Data From Western Streams Will Aid Understanding Of Drought Vulnerability

By on September 21, 2015

A hydrologic technician from the USGS Idaho Water Science Center measures streamflow in the St. Joe River at Red Ives Ranger Station in northern Idaho. (Credit: Dan Hess / U.S. Geological Survey)

All across the state of Idaho, 27 researchers with the U.S. Geological Survey are studying 150 different stream sites to gather baseline data helpful for assessing just how vulnerable streams in the state are to drought conditions.

Their preferred time of year for attacking the issue is late summer, right before the rainy season starts. That’s because the streams will be at their lowest during that period, giving an easily identifiable baseline on which scientists can build throughout future studies.

“The reason why we had so many people is so we can get it done as quickly as possible. It’s a snapshot in time,” said Dave Evetts, data chief at the Idaho Water Science Center. “It’s really important that we get these measurements at the lowest point in the year — late summer and early fall. It’s a short window to work with.”

Add a couple of ongoing wildfires to that time crunch and things can get a bit hairy. Evetts says that the study is mostly complete, in alignment with its mid-September target for being done, but that a few sites still need to be assessed. These are located in areas affected by fires near Clearwater, Idaho.

Once USGS scientists can access them, they will use methods that they’ve employed to study other streams in the investigation.

“Most of the sites are pretty small. They’re streams you could straddle,” said Evetts. Typically, FlowTrackers are used to measure velocity by a researcher outfitted in waders. Those measurements are complemented by measures of a stream’s width and depth that can be used to calculate discharge. “We also measure temperature, which impacts fish, and conductance. It tells us if the source of the water is groundwater or snowmelt.”

A hydrologic technician from the USGS Idaho Water Science Center measures streamflow in Fall Creek near Anderson Ranch Dam in southwestern Idaho. (Credit: John Wirt / U.S. Geological Survey)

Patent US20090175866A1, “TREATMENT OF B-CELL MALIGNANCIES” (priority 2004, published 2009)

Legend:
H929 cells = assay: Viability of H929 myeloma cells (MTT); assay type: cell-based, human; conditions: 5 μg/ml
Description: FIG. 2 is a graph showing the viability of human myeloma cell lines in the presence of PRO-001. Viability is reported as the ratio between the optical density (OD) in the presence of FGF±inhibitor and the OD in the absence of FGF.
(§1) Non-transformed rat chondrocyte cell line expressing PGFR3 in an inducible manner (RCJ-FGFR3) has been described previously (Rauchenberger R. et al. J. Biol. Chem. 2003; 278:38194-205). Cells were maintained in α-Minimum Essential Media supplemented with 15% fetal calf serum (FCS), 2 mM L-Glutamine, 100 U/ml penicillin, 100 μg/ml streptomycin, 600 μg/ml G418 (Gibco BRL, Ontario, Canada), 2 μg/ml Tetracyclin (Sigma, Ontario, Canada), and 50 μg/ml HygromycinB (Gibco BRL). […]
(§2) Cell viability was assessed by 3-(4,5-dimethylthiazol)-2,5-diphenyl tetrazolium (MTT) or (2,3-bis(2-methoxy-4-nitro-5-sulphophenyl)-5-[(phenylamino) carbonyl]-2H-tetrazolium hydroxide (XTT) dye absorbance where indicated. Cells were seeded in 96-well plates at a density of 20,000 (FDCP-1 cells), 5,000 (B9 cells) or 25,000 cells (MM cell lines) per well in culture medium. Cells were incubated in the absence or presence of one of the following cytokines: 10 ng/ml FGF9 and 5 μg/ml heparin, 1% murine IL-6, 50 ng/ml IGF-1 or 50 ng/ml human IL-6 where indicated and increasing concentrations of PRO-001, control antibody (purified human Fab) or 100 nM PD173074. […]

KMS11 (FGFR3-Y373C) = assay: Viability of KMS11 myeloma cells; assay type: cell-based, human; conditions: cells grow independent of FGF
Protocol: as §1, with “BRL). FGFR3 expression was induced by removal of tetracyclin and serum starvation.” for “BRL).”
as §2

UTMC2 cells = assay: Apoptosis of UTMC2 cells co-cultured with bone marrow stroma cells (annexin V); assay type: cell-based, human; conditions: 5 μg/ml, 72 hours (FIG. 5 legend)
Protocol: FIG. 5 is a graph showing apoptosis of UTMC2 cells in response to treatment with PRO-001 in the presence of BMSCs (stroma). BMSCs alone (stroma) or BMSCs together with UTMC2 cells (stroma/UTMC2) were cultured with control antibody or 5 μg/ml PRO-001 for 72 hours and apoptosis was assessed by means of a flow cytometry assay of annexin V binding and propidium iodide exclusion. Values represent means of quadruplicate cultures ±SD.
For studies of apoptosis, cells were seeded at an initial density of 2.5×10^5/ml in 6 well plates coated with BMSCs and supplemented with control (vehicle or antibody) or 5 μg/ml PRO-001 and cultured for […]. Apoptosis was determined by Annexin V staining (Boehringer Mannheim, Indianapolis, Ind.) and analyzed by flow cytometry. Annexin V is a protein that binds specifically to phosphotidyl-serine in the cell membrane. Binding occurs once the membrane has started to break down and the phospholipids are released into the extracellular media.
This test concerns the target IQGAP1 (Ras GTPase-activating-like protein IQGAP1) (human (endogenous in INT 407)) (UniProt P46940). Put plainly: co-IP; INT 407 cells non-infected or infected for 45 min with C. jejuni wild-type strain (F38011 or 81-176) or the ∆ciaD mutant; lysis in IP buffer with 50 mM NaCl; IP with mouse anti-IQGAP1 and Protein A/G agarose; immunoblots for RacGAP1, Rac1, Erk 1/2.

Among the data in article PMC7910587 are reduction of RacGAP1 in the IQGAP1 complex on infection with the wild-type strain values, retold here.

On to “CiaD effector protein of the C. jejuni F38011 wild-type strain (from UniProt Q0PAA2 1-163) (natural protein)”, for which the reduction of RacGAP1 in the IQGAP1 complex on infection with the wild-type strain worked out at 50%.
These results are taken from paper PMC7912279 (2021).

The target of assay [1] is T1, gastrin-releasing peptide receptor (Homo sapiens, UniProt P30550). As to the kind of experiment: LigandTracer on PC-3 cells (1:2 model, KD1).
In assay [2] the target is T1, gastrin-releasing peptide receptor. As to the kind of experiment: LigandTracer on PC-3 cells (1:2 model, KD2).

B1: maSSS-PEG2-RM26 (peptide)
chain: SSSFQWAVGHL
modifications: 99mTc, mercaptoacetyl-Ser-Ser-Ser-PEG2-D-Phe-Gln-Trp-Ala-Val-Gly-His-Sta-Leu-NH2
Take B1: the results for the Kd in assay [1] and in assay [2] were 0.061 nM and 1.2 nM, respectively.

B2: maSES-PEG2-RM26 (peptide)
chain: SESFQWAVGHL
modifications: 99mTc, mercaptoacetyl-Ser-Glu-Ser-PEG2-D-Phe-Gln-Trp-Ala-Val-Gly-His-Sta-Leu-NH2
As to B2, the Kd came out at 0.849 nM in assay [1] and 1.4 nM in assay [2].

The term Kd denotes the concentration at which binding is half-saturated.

Evetts says that Idaho has been lacking quality snowfall in recent years. Snowpack is much more valuable in terms of ensuring water availability throughout the year because it melts slowly and adds to streams incrementally. Rainfall, by contrast, comes rolling through and pushes streams higher for only a short period of time before moving on to waterways downstream.

The state has had a fairly normal amount of precipitation recently but most of that has come in the form of rain.

“It’s a unique opportunity to see how that affects stream systems in Idaho,” said Evetts. “Some potential causes for that — the obvious one is climate change. We also have a very strong El Niño that is forming in the Pacific.”

He continues, “Basically, off of personal experience, we seem to be trending to get more rain instead of snow. Idaho’s been lucky to store water in reservoirs and it’s been able to call on that. If that continues, we could see more severe impacts in years to come.”

As for the results of the work, Evetts says that he doesn’t have any expectations for what the data will reveal. Still, the findings will likely be useful to water managers across the state. By pinpointing which streams are most vulnerable to drought conditions, the officials can change conservation approaches or adjust how water resources are allocated. In addition, fish and game organizations can use the information to see how drought conditions could affect fish and wildlife.

In the future, further study on these streams would be incredibly valuable for helping the management of water resources, but that is up in the air right now.

“We’d like to see if we can get cooperation with state and federal agencies. This study in Idaho is completely funded by the USGS,” said Evetts. “Additional data collection for years to come would help establish trends that could help us deal with sustained drought conditions, to gauge if it will be here a while, increase or be more severe.”

The work in Idaho is part of a larger effort supported by the USGS that is underway in a total of six western states to assess vulnerability to drought. Nearly 500 other scientists are aiding efforts also taking place in California, Nevada, Oregon, Utah and Washington.

Top image: A hydrologic technician from the USGS Idaho Water Science Center measures streamflow in the St. Joe River at Red Ives Ranger Station in northern Idaho. (Credit: Dan Hess / U.S. Geological Survey)

One Comment

  1. cutie pie

    November 20, 2015 at 1:31 pm


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